Cowboy artist: Western lifestyle artist captures beauty in old-time rural scenes
Lyman – Noticing and appreciating beautiful colors on a landscape as well as the actions and gestures of cowboys, livestock and wildlife comes naturally to western artist Grant Redden.
He shares, “I have always been motivated to capture these moments in the rural West with a pencil or paint. If I wasn’t painting, or thinking about painting, I was asleep.”
Grant was born in Evanston, and grew up on a sheep outfit his father worked on outside of Lyman until Grant was around the age of 12. In fact, Grant shares he remembers seeing the Wyoming Livestock Roundup on the kitchen table.
Then, his father bought his own place from a local rancher. Before attending Utah State University, Grant worked on his father’s sheep and cattle ranch.
“I got a degree in agricultural economics because everyone told me, ‘You can’t make a living as an artist,’ and I believed them,” Grant shares. “Around 1989 or 1990, I began learning what it would take to become a full-time artist.”
Grant shares he had many conversations with a mentor, learning what to study, how to study and critiquing his works. In 1997, Grant transitioned from real estate appraisals to working in his art studio full-time.
Since then, Grant has been inducted into the Cowboy Artists of America – the longest running art group in the U.S. – and has paintings in seven different galleries.
“I like to paint the rural West,” he shares. “My family comes from pioneer stock on both sides, so it is in my blood.”
Many of his works depict the cowboy of the 1930s and 1940s, and farm scenes where draft horses work alongside farmers to swath hay and plow fields.
Grant says, “I do a lot of paintings of pioneers and how things used to be. In fact, I do a lot of paintings of pioneer girls herding sheep, because my mom did that. She grew up in Lonetree and attended a one-room school house.”
In addition, Grant shares some of his inspiration for old-timey, rural compositions comes from paintings of historical painters.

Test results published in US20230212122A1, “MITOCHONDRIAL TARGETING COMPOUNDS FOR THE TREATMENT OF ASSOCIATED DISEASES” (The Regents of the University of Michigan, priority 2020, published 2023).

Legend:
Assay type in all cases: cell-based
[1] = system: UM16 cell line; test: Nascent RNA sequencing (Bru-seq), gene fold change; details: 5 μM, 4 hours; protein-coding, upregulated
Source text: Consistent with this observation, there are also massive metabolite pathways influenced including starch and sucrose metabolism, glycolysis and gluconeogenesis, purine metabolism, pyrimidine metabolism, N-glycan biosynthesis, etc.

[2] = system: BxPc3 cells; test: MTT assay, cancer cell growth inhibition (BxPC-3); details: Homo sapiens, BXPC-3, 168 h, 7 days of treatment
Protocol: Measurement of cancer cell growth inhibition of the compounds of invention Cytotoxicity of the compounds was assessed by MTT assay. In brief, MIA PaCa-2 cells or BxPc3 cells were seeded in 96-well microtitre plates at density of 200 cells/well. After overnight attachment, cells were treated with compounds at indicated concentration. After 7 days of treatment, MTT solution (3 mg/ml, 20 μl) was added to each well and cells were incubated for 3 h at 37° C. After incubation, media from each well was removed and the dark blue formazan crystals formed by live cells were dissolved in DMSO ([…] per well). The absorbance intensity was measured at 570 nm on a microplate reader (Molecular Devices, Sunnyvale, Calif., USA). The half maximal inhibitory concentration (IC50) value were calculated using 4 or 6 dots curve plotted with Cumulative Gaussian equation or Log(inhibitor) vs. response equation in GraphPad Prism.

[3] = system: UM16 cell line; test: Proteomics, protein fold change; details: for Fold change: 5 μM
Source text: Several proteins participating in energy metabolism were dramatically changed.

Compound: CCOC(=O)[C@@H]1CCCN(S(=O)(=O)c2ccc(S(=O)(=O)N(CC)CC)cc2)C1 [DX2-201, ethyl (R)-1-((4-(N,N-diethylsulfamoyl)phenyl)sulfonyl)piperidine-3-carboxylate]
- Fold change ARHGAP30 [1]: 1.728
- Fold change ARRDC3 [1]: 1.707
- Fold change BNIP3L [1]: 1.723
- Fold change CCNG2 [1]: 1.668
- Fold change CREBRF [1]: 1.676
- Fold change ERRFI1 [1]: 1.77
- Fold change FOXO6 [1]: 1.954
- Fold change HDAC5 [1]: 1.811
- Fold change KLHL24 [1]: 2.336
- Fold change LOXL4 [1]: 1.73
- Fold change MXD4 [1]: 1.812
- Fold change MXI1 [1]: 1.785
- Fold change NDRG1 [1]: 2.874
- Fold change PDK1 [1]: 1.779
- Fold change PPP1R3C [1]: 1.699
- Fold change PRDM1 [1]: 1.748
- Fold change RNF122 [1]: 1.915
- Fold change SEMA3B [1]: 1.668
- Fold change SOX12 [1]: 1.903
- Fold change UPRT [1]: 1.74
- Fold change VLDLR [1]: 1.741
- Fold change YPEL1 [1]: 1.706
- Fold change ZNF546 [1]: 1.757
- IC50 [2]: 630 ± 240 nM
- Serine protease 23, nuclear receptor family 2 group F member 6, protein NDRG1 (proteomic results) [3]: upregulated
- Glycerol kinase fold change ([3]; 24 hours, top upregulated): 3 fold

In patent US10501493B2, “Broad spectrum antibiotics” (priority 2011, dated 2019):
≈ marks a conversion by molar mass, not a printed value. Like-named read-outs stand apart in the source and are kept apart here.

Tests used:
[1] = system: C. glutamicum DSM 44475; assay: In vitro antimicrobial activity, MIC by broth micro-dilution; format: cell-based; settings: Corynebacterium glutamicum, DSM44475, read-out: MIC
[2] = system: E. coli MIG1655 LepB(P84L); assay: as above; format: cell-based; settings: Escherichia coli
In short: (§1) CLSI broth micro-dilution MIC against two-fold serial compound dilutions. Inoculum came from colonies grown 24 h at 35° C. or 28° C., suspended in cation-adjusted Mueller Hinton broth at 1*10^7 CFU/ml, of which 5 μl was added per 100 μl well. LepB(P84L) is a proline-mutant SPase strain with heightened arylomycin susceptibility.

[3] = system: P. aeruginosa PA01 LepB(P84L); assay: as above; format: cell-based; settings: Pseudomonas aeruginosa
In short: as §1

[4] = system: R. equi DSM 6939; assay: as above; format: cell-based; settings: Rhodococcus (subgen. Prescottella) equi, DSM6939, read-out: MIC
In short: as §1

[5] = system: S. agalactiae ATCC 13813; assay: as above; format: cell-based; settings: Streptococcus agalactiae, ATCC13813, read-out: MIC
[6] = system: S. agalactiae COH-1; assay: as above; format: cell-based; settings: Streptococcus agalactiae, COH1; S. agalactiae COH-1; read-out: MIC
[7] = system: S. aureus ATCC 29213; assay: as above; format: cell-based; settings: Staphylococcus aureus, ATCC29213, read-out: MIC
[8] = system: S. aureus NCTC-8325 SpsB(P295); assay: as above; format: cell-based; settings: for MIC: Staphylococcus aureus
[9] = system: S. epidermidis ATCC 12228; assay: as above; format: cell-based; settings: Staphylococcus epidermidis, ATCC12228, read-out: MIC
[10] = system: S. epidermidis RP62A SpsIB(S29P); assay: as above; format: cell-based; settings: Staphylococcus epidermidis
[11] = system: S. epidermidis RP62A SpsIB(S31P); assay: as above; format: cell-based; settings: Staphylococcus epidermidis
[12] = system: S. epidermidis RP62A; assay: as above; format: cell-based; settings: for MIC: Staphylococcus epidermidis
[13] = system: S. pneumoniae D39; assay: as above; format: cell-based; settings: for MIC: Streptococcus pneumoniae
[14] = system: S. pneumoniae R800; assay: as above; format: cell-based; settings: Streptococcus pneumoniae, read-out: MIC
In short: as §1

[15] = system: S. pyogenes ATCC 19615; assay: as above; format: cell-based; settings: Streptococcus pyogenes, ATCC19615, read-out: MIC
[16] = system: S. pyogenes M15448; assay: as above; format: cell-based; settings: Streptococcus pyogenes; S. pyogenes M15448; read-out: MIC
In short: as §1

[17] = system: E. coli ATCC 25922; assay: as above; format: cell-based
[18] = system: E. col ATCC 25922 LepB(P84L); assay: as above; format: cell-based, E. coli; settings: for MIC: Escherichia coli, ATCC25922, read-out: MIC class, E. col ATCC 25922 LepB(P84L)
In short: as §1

“Someone once asked me what my hobby was, and I realized my hobby is studying art,” he explains. “I will spend a lot of time looking at paintings and illustrations from the old and deceased masters.”
He continues, “Sometimes I will see something in their work, or I’ll go out and look for landscapes or animals in the right light. I’ll stop to take pictures and develop a collection of ideas and photo references. Sometimes, I’ll take my paints out and do outdoor paintings to capture color.”
Grant utilizes his children and local ranchers as models for some of his inspirations, as well as thumbnail sketches or oil studies before he moves his idea to a larger piece.
Blessed to create
“Right now in my studio, I have about half a dozen or more works in progress,” he shares. Grant rolls out around 50 pieces each year, and his current work focuses on oil paintings, though he used to do a lot of watercolor work.
Paintings take anywhere from two weeks to two years to leave Grant’s studio finished, depending on deadlines and how long he ruminates on the piece to find where he might make improvements.
Since his induction into the Cowboy Artists of America, Grant has been awarded gold medals in oil painting six times within seven years. He shares, he feels very blessed and fortunate to be associated with the organization.
“I am very lucky to be an artist and have all of the support from my wife and family,” he shares. “I love being able to be really creative with texture and color, and I am interested in mastering pigments and media, as well as being able to draw well and have beautiful color and texture in paintings.”
For more information, visit Grant’s website at grantreddenstudio.com, Facebook @Grant.Redden.Art or Instagram @grantreddenstudio.
Averi Hales is the editor of the Wyoming Livestock Roundup. Send comments on this article to firstname.lastname@example.org.